When Governor Schwarzenegger signed California’s landmark Global Warming Solutions Act, or AB 32, in 2006, the move was applauded as a bipartisan victory and as bold, visionary, forward-thinking legislation. But some industry groups are complaining that the implementation of the legislation, which calls for a statewide greenhouse gas emissions cap for 2020, based on 1990 emissions, will be too costly, will weaken the State’s economy and will actually harm the environment.
Late last year, the California Air Resources Board (CARB), which is tasked with developing the regulations and market mechanisms to achieve the reductions, finalized its plan of attack, called the Scoping Plan for AB 32. And in response, the AB 32 Implementation Group, whose stated goal is to “ensure that the greenhouse gas emission reductions required are achieved while maintaining the competitiveness of California businesses and protecting the interests of consumers and workers,” said in a statement that “CARB’s economic analysis doesn’t address what the actual costs will be for the State to implement AB 32,” and accused the board of not heeding the findings of groups such as the Legislative Analysts’ Office, which calls the funding plans for the bill unsustainable and suggests holding off on implementing budgeting for the Act until the Schwarzenegger can produce a stable, long-term funding plan.
Against the backdrop of an intense recession and the State’s $42 billion deficit, it would be irresponsible to not take a closer look at the costs associated with AB 32. But California Assemblyman Dan Logue’s bill to suspend AB 32, based on claims that it has already “crippled our ability to compete in the global economy, “isn’t the prudent way to address the twin needs of emissions reductions and jobs retention. A less radical reaction is articulated in this analysis by environmental think tank VerdeXchange, the main point of which is that yes, AB 32 is going to cost industry and taxpayers a lot of money, and that’ll be a waste if it does not also result in real transformation in how companies do business, whether they are based California or elsewhere.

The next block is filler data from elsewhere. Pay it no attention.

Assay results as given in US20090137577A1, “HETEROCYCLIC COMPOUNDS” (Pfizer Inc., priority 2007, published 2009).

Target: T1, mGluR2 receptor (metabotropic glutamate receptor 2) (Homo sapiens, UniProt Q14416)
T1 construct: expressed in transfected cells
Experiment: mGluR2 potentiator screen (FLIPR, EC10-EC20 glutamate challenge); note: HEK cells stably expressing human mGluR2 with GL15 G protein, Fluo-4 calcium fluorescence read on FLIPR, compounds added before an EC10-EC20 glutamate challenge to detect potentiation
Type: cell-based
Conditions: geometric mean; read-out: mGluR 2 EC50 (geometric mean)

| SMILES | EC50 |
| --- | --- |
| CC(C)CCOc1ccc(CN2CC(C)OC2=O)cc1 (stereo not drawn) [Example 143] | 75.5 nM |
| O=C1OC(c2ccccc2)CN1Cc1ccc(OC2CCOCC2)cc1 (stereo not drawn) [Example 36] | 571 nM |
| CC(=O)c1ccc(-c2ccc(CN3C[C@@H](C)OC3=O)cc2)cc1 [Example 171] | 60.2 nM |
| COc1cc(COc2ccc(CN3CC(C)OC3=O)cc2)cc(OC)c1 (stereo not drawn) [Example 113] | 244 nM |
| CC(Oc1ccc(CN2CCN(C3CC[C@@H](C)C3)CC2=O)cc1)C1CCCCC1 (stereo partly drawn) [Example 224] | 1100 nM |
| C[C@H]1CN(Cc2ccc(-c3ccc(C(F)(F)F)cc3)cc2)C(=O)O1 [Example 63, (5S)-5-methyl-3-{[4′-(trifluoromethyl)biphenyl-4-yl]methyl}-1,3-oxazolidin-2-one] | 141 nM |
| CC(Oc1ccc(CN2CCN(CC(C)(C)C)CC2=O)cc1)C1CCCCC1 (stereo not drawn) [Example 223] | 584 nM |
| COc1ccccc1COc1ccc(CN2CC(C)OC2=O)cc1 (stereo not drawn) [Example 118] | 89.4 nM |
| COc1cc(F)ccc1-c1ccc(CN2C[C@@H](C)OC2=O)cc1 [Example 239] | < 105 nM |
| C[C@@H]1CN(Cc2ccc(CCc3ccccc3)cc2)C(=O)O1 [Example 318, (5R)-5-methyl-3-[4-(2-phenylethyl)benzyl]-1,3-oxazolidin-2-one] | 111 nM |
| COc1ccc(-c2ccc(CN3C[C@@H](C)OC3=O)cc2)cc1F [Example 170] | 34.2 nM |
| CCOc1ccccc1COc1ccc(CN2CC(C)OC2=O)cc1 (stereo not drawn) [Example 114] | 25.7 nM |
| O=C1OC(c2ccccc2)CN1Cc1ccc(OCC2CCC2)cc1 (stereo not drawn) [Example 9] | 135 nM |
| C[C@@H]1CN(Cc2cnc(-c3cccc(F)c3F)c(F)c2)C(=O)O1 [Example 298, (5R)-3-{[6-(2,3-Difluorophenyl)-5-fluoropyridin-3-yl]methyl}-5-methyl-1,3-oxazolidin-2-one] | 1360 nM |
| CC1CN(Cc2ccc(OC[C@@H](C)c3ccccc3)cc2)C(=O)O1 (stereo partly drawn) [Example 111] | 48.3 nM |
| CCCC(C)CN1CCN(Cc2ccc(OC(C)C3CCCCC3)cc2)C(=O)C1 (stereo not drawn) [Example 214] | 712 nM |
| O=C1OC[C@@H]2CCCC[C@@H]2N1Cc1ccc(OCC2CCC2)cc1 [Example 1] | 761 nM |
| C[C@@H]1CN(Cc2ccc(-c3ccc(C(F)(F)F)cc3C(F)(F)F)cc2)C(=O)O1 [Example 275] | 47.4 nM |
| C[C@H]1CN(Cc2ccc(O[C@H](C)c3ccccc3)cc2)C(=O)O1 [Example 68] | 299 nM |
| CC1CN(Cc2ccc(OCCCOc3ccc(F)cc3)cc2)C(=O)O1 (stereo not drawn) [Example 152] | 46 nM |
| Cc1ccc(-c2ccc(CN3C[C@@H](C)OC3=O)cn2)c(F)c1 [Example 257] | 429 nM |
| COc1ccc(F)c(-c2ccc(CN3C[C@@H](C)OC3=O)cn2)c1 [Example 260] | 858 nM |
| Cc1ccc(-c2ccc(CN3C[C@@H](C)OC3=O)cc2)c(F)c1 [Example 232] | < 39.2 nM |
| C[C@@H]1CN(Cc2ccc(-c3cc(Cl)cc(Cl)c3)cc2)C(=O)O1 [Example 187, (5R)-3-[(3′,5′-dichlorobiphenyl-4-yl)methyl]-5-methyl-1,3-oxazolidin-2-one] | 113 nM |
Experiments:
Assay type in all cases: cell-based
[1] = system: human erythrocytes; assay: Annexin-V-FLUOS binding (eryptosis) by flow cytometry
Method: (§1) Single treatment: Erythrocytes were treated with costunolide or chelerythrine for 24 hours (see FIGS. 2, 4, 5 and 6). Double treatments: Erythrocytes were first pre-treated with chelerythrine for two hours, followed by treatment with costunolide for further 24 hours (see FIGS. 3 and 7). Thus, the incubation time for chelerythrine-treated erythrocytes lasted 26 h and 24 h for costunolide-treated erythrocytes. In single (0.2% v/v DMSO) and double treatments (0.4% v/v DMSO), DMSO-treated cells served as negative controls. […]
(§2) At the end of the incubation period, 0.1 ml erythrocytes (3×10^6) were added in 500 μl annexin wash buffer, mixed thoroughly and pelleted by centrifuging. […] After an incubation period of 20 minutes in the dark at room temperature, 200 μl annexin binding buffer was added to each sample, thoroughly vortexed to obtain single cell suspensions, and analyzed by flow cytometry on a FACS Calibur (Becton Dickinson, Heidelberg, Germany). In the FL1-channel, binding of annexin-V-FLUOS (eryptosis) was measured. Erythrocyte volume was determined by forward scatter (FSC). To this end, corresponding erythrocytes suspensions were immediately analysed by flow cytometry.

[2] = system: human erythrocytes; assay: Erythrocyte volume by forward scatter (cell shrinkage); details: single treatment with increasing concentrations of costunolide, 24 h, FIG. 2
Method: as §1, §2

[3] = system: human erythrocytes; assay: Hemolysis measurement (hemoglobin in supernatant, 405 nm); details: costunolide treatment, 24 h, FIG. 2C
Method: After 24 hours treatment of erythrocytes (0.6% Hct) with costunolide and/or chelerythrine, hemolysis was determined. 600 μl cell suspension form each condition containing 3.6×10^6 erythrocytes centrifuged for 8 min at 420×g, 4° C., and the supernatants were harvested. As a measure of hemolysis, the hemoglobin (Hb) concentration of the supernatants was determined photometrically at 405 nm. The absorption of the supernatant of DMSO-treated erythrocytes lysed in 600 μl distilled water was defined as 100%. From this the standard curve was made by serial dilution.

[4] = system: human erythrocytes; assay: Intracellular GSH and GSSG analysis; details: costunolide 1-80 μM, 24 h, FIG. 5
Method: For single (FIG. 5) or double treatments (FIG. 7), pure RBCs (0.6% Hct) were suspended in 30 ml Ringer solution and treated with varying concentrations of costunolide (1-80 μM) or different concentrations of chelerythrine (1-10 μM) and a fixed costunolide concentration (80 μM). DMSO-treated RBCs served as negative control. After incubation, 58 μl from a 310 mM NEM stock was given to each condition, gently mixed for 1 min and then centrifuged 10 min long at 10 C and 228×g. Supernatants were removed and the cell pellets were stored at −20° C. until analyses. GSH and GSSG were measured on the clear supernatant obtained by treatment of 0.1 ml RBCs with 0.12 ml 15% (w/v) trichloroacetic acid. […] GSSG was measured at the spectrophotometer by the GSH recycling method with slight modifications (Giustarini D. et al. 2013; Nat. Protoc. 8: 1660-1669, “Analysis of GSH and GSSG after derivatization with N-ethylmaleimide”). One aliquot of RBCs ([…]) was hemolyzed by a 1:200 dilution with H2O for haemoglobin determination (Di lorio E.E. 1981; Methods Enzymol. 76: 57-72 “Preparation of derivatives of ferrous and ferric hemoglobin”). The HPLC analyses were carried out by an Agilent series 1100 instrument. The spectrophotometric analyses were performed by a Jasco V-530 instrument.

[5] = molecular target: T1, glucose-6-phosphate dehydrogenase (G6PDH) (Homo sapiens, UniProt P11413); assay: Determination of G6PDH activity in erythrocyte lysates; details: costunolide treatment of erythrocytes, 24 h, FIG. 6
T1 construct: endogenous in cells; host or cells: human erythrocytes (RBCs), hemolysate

Logue claims that AB 32 will result in greater environmental degradation because it will only encourage companies to outsource production to places such as China, where environmental regulations are, at best, poor. Good point. But that calls for more international cooperation in addition to regulations at home, not instead of them. In the end, companies that find ways to grow their businesses while limiting their environmental impacts will come out on top.
Case in point: DuPont used to spend $1 billion each year on environmental compliance (basically, cleaning up the messes it made). It spent the same amount on research and development. That was not a sustainable business practice.
In Part II, we’ll look at some companies that are making strides toward changing their business models not just to accommodate pending legislation, such as AB 32, but to pioneer better business practices. And we’ll look at innovations that might help businesses change.